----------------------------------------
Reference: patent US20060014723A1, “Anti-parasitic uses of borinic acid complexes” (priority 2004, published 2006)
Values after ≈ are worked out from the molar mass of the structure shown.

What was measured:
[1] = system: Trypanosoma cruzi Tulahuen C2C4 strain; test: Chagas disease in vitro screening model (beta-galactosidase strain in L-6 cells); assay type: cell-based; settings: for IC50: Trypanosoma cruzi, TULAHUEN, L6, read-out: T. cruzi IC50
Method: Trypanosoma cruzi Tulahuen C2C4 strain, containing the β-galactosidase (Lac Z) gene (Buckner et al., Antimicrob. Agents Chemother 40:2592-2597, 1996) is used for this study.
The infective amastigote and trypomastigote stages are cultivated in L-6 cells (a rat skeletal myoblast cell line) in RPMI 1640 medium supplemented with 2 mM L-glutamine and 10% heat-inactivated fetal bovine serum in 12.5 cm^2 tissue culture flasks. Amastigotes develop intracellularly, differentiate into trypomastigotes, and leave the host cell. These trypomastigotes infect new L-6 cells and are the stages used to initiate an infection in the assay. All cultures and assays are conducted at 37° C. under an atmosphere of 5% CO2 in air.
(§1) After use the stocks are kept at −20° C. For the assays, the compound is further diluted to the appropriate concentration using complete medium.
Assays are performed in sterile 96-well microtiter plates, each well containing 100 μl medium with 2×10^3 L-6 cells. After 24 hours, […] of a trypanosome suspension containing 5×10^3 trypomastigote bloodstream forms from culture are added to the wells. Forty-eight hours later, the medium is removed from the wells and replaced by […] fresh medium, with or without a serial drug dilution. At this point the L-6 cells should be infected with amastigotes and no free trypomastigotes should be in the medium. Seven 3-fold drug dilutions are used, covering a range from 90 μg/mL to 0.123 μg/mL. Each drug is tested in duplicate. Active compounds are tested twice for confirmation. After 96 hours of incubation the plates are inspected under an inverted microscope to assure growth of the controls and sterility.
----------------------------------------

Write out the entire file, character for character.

Reference: patent US20060014723A1, “Anti-parasitic uses of borinic acid complexes” (priority 2004, published 2006)
Values after ≈ are worked out from the molar mass of the structure shown.

What was measured:
[1] = system: Trypanosoma cruzi Tulahuen C2C4 strain; test: Chagas disease in vitro screening model (beta-galactosidase strain in L-6 cells); assay type: cell-based; settings: for IC50: Trypanosoma cruzi, TULAHUEN, L6, read-out: T. cruzi IC50
Method: Trypanosoma cruzi Tulahuen C2C4 strain, containing the β-galactosidase (Lac Z) gene (Buckner et al., Antimicrob. Agents Chemother 40:2592-2597, 1996) is used for this study.
The infective amastigote and trypomastigote stages are cultivated in L-6 cells (a rat skeletal myoblast cell line) in RPMI 1640 medium supplemented with 2 mM L-glutamine and 10% heat-inactivated fetal bovine serum in 12.5 cm^2 tissue culture flasks. Amastigotes develop intracellularly, differentiate into trypomastigotes, and leave the host cell. These trypomastigotes infect new L-6 cells and are the stages used to initiate an infection in the assay. All cultures and assays are conducted at 37° C. under an atmosphere of 5% CO2 in air.
(§1) After use the stocks are kept at −20° C. For the assays, the compound is further diluted to the appropriate concentration using complete medium.
Assays are performed in sterile 96-well microtiter plates, each well containing 100 μl medium with 2×10^3 L-6 cells. After 24 hours, […] of a trypanosome suspension containing 5×10^3 trypomastigote bloodstream forms from culture are added to the wells. Forty-eight hours later, the medium is removed from the wells and replaced by […] fresh medium, with or without a serial drug dilution. At this point the L-6 cells should be infected with amastigotes and no free trypomastigotes should be in the medium. Seven 3-fold drug dilutions are used, covering a range from 90 μg/mL to 0.123 μg/mL. Each drug is tested in duplicate. Active compounds are tested twice for confirmation. After 96 hours of incubation the plates are inspected under an inverted microscope to assure growth of the controls and sterility.